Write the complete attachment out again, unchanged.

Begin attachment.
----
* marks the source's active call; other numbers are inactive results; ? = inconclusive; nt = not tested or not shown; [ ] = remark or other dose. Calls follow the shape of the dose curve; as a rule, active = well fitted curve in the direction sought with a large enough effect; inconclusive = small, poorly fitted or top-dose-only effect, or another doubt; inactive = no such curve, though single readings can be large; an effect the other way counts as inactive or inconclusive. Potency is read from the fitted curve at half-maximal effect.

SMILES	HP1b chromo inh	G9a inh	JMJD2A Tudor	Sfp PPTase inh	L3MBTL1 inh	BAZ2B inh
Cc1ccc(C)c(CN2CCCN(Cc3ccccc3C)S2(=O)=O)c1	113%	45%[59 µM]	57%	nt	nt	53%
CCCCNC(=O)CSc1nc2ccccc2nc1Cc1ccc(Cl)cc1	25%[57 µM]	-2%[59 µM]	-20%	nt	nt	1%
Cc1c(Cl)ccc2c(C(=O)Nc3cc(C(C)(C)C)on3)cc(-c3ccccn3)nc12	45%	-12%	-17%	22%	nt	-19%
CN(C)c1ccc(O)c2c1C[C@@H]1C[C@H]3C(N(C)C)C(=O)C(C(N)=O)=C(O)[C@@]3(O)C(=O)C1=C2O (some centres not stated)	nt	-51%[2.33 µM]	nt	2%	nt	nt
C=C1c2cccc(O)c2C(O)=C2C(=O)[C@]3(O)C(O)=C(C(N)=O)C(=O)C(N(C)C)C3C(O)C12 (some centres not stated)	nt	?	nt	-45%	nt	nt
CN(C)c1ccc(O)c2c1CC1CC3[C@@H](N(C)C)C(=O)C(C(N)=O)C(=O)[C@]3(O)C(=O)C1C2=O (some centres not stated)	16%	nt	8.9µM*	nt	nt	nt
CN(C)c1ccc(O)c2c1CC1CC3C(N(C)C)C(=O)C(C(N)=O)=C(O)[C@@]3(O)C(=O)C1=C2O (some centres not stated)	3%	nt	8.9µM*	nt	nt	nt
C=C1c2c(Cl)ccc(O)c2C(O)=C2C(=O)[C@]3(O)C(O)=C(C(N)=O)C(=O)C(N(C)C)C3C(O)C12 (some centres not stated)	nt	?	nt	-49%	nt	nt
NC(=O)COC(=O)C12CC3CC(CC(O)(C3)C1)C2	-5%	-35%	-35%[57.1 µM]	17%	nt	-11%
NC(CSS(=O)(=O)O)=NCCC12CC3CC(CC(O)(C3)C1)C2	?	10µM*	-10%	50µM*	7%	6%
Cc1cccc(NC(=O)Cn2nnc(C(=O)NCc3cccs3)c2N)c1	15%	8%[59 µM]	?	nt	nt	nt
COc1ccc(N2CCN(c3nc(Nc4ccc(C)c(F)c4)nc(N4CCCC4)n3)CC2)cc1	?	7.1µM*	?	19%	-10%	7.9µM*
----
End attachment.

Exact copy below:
* marks the source's active call; other numbers are inactive results; ? = inconclusive; nt = not tested or not shown; [ ] = remark or other dose. Calls follow the shape of the dose curve; as a rule, active = well fitted curve in the direction sought with a large enough effect; inconclusive = small, poorly fitted or top-dose-only effect, or another doubt; inactive = no such curve, though single readings can be large; an effect the other way counts as inactive or inconclusive. Potency is read from the fitted curve at half-maximal effect.

SMILES	HP1b chromo inh	G9a inh	JMJD2A Tudor	Sfp PPTase inh	L3MBTL1 inh	BAZ2B inh
Cc1ccc(C)c(CN2CCCN(Cc3ccccc3C)S2(=O)=O)c1	113%	45%[59 µM]	57%	nt	nt	53%
CCCCNC(=O)CSc1nc2ccccc2nc1Cc1ccc(Cl)cc1	25%[57 µM]	-2%[59 µM]	-20%	nt	nt	1%
Cc1c(Cl)ccc2c(C(=O)Nc3cc(C(C)(C)C)on3)cc(-c3ccccn3)nc12	45%	-12%	-17%	22%	nt	-19%
CN(C)c1ccc(O)c2c1C[C@@H]1C[C@H]3C(N(C)C)C(=O)C(C(N)=O)=C(O)[C@@]3(O)C(=O)C1=C2O (some centres not stated)	nt	-51%[2.33 µM]	nt	2%	nt	nt
C=C1c2cccc(O)c2C(O)=C2C(=O)[C@]3(O)C(O)=C(C(N)=O)C(=O)C(N(C)C)C3C(O)C12 (some centres not stated)	nt	?	nt	-45%	nt	nt
CN(C)c1ccc(O)c2c1CC1CC3[C@@H](N(C)C)C(=O)C(C(N)=O)C(=O)[C@]3(O)C(=O)C1C2=O (some centres not stated)	16%	nt	8.9µM*	nt	nt	nt
CN(C)c1ccc(O)c2c1CC1CC3C(N(C)C)C(=O)C(C(N)=O)=C(O)[C@@]3(O)C(=O)C1=C2O (some centres not stated)	3%	nt	8.9µM*	nt	nt	nt
C=C1c2c(Cl)ccc(O)c2C(O)=C2C(=O)[C@]3(O)C(O)=C(C(N)=O)C(=O)C(N(C)C)C3C(O)C12 (some centres not stated)	nt	?	nt	-49%	nt	nt
NC(=O)COC(=O)C12CC3CC(CC(O)(C3)C1)C2	-5%	-35%	-35%[57.1 µM]	17%	nt	-11%
NC(CSS(=O)(=O)O)=NCCC12CC3CC(CC(O)(C3)C1)C2	?	10µM*	-10%	50µM*	7%	6%
Cc1cccc(NC(=O)Cn2nnc(C(=O)NCc3cccs3)c2N)c1	15%	8%[59 µM]	?	nt	nt	nt
COc1ccc(N2CCN(c3nc(Nc4ccc(C)c(F)c4)nc(N4CCCC4)n3)CC2)cc1	?	7.1µM*	?	19%	-10%	7.9µM*